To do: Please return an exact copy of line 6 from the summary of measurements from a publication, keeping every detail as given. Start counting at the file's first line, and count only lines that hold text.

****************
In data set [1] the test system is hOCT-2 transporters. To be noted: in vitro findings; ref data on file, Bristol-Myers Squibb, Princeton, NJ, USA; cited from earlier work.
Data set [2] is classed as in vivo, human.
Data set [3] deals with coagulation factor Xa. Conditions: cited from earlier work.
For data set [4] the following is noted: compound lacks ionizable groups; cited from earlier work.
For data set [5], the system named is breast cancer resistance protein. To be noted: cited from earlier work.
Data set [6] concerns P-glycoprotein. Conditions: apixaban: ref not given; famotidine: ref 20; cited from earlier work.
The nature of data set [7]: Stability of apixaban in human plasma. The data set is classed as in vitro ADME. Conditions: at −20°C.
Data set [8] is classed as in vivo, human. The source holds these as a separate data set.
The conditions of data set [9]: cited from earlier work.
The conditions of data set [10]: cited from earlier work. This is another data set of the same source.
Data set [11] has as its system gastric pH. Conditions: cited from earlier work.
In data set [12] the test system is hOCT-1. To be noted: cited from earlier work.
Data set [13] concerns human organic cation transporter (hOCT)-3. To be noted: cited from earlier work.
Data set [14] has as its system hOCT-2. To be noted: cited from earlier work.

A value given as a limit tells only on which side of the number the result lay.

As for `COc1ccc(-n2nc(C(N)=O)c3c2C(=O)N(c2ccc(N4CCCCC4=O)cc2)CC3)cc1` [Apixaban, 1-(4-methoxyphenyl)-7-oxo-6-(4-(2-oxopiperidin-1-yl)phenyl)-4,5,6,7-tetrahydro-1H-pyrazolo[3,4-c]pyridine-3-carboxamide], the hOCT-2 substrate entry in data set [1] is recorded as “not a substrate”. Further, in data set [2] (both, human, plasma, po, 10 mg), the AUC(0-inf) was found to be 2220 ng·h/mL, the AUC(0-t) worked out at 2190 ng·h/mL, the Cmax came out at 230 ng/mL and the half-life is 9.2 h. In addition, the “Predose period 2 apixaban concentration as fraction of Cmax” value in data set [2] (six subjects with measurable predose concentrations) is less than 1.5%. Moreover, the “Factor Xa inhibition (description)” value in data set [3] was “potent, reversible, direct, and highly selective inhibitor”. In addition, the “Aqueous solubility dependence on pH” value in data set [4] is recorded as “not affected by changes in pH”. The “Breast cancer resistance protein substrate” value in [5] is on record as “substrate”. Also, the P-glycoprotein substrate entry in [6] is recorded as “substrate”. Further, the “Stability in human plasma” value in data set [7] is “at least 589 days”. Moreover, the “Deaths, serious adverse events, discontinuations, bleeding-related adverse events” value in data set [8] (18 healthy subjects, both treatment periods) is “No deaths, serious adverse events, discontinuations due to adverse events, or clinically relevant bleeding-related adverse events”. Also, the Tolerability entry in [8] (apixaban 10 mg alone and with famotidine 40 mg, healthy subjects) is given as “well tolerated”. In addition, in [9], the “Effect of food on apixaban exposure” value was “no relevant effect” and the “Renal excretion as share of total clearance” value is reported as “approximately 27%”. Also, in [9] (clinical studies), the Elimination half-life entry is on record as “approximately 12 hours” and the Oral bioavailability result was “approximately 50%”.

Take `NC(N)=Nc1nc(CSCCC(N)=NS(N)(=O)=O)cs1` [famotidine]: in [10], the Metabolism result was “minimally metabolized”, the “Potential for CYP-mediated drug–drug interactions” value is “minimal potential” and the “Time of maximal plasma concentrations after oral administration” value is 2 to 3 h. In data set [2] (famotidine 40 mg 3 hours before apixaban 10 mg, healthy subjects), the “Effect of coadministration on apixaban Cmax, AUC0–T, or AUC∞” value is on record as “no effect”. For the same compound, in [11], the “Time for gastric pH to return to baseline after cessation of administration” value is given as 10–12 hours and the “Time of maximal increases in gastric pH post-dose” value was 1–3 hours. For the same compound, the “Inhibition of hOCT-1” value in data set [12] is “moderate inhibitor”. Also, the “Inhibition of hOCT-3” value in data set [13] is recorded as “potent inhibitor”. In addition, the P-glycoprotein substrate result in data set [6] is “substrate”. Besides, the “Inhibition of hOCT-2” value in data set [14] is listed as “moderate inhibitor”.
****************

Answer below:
Data set [6] concerns P-glycoprotein. Conditions: apixaban: ref not given; famotidine: ref 20; cited from earlier work.